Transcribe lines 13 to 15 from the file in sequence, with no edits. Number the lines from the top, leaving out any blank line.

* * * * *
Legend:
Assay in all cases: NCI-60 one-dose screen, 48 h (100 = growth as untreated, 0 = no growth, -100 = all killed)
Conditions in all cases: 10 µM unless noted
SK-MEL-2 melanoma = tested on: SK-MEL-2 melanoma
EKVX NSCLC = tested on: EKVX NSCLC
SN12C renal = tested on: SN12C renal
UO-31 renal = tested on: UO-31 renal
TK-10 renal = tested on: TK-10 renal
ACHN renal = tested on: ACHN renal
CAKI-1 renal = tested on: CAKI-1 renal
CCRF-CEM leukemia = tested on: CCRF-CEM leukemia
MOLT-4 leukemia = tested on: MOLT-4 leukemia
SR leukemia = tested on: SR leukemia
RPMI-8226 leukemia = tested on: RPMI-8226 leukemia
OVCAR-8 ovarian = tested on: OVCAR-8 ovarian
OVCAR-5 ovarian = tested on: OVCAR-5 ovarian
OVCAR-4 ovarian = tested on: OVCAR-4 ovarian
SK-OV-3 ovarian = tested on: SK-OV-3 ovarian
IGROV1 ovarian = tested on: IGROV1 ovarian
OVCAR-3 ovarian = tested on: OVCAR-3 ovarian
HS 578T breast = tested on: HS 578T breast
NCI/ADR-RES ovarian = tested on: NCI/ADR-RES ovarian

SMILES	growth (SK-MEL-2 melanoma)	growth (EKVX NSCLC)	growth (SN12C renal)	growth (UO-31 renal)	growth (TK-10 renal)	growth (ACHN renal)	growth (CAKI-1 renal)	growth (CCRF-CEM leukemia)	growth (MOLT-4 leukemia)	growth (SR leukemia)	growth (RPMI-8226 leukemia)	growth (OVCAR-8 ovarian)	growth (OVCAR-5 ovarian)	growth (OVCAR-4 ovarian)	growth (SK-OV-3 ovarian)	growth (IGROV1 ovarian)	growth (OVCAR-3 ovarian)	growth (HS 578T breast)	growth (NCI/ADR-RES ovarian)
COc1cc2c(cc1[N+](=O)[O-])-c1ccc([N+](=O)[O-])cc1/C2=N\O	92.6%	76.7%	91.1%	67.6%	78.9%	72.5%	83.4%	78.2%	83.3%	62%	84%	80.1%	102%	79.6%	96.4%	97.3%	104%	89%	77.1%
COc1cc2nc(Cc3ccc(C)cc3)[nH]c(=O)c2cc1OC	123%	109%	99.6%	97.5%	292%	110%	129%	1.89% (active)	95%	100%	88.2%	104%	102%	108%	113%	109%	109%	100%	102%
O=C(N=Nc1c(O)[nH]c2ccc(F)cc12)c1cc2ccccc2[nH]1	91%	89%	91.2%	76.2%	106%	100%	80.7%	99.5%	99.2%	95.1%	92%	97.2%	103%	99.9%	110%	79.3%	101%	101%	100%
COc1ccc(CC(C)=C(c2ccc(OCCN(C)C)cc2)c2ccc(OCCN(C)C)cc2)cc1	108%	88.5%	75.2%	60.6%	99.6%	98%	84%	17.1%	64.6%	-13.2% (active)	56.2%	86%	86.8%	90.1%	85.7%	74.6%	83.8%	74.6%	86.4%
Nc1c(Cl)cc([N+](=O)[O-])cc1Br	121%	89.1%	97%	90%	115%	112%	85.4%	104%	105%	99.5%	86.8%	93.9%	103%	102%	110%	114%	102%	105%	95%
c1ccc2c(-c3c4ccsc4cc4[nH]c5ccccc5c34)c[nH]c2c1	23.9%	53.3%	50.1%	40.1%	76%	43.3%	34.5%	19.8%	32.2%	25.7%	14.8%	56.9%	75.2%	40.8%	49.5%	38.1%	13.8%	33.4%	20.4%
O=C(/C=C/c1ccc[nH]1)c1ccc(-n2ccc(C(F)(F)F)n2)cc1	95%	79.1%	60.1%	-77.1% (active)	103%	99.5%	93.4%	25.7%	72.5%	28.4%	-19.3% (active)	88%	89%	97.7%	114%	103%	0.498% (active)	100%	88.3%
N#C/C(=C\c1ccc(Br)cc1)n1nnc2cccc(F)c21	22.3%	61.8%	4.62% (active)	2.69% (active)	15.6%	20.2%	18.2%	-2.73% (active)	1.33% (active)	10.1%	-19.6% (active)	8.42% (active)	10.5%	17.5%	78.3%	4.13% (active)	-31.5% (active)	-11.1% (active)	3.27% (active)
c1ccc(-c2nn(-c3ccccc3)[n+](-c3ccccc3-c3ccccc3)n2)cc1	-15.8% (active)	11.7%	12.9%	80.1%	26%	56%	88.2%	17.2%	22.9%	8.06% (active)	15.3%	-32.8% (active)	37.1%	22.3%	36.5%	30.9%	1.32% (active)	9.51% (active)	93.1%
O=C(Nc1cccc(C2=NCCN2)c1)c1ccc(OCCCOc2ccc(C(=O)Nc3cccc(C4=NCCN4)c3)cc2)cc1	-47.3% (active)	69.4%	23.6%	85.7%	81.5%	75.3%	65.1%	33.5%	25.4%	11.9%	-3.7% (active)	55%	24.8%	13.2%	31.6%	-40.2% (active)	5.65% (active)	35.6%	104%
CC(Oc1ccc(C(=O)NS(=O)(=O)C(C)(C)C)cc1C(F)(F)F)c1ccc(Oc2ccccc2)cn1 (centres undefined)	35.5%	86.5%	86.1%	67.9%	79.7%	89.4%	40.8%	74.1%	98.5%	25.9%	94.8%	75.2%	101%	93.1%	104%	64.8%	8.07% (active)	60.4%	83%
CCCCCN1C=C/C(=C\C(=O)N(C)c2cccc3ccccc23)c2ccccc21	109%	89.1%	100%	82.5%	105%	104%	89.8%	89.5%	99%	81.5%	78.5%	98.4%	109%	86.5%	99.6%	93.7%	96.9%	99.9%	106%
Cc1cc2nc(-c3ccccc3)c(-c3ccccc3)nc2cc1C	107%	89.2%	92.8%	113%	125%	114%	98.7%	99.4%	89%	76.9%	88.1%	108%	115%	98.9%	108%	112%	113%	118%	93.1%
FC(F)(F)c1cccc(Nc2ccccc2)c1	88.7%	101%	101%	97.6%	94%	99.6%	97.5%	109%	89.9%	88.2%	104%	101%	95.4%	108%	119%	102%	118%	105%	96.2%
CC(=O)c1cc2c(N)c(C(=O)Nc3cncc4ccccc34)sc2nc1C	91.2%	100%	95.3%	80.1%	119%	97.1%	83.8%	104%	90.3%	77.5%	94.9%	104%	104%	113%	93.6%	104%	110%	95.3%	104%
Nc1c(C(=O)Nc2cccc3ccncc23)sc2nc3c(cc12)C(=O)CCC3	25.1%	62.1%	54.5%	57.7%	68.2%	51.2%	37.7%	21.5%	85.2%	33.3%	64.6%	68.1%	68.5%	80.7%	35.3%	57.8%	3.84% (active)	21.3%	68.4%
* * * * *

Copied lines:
SR leukemia = tested on: SR leukemia
RPMI-8226 leukemia = tested on: RPMI-8226 leukemia
OVCAR-8 ovarian = tested on: OVCAR-8 ovarian